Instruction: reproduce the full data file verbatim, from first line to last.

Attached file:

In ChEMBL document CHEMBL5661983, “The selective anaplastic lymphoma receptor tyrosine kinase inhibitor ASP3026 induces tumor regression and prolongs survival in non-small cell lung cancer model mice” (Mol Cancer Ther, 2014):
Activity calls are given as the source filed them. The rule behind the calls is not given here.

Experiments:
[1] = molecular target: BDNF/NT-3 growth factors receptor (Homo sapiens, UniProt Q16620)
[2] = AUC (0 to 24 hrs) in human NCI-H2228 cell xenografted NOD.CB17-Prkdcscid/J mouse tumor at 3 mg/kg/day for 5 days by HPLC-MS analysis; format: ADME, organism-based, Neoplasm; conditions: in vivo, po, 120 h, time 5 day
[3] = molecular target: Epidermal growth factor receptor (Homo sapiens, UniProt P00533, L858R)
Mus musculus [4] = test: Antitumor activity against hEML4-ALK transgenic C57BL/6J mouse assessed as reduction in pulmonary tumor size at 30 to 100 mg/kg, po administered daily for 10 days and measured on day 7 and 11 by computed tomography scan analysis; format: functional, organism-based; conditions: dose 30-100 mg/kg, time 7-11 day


In ChEMBL document CHEMBL5661983, “The selective anaplastic lymphoma receptor tyrosine kinase inhibitor ASP3026 induces tumor regression and prolongs survival in non-small cell lung cancer model mice” (Mol Cancer Ther, 2014):
Activity calls are given as the source filed them. The rule behind the calls is not given here.

Experiments:
[1] = molecular target: BDNF/NT-3 growth factors receptor (Homo sapiens, UniProt Q16620)
[2] = AUC (0 to 24 hrs) in human NCI-H2228 cell xenografted NOD.CB17-Prkdcscid/J mouse tumor at 3 mg/kg/day for 5 days by HPLC-MS analysis; format: ADME, organism-based, Neoplasm; conditions: in vivo, po, 120 h, time 5 day
[3] = molecular target: Epidermal growth factor receptor (Homo sapiens, UniProt P00533, L858R)
Mus musculus [4] = test: Antitumor activity against hEML4-ALK transgenic C57BL/6J mouse assessed as reduction in pulmonary tumor size at 30 to 100 mg/kg, po administered daily for 10 days and measured on day 7 and 11 by computed tomography scan analysis; format: functional, organism-based; conditions: dose 30-100 mg/kg, time 7-11 day